War between Russia and Ukraine: Vladimir Putin refers to further invasions in his speech

In a speech three months after Russia began its invasion of Ukraine, President Vladimir Putin appeared to be leaving the door open for further Russian territorial expansion.

In tribute to the founder of St. Petersburg on the 350th anniversary of his birth, Putin drew parallels between the actions of Peter the Great and Russia’s contemporary ambitions.

Russian President Vladimir Putin hinted at more attempts to conquer land.Credit:AP

He opened the speech by discussing Peter’s conquest of the Baltic coast during Russia’s 18th-century conflict with Sweden.

When Peter founded the new capital, “no European country recognized it as Russia. Everyone recognized it as Sweden,” Putin said. He added: “What was… [Peter] doing? Take back and strengthen. That’s what he did. And it seems it fell on us to take back and strengthen as well.”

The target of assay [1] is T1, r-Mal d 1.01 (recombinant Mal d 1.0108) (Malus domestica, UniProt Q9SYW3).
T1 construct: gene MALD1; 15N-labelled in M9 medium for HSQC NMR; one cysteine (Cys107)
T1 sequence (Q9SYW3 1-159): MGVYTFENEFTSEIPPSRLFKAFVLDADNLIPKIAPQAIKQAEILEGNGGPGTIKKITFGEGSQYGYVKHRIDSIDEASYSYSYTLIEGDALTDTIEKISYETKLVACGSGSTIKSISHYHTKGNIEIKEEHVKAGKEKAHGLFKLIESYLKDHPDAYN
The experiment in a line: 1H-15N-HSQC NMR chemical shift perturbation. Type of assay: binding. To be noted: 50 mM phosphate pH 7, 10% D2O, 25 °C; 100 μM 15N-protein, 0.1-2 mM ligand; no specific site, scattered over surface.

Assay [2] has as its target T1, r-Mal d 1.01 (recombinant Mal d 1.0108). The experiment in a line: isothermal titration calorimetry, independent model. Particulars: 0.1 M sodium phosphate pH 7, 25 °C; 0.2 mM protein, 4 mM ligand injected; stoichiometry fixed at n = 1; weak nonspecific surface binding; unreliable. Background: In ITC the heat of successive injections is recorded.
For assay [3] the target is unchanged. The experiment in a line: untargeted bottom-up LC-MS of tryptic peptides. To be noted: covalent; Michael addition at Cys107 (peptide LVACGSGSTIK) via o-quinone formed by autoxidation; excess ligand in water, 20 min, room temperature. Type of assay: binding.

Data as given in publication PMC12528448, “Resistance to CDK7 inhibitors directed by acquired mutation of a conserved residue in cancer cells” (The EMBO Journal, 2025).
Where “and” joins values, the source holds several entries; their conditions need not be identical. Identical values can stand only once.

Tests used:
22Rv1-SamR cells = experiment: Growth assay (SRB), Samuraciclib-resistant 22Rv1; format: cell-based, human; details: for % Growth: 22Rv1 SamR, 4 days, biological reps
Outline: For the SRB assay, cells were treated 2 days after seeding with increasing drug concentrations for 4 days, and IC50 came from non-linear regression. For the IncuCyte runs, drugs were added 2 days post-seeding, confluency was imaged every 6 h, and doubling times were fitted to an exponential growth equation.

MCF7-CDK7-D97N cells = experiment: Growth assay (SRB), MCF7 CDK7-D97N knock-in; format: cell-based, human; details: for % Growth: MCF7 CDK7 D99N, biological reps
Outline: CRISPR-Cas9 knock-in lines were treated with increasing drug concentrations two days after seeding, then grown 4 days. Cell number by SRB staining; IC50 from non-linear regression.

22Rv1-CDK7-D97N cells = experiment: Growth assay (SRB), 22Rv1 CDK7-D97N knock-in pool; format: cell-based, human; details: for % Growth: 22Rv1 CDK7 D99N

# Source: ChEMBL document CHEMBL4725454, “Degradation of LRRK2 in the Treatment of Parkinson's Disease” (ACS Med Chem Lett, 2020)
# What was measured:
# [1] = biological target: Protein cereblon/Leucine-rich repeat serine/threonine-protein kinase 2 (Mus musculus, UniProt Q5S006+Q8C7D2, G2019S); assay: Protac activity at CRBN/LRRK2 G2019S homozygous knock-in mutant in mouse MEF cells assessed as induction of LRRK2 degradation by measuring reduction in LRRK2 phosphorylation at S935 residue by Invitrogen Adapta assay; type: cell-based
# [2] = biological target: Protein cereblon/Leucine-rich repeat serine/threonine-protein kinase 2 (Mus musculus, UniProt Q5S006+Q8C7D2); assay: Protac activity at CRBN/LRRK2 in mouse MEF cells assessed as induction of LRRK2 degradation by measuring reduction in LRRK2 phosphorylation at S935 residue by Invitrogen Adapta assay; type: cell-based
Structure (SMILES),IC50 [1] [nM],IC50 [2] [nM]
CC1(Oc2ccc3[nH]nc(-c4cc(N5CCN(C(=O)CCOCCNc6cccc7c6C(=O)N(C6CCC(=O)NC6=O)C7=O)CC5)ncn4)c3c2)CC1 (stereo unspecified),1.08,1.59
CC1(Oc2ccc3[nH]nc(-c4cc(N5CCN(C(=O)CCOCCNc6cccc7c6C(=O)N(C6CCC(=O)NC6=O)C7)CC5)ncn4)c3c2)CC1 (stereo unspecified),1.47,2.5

‘It’s impossible – Do you understand? — impossible to build a fence around a country like Russia. And we don’t plan to build that fence,” the Russian leader said.

The Baltic states of Estonia, Lithuania and Latvia were invaded and annexed by the Soviet Union in 1940, following Nazi Germany’s betrayal of an agreement with Moscow to divide the area between Berlin and Moscow, known as the Molotov-Ribbentrop Pact.

The countries in the Baltic region, which broke away from the Soviet Union in the early 1990s, are now members of NATO.

As Russian troops continued to storm the eastern Ukrainian city of Sievierodonetsk on Thursday, Putin in vehement television commentary compared Peter’s campaign to the task ahead of Russia today.

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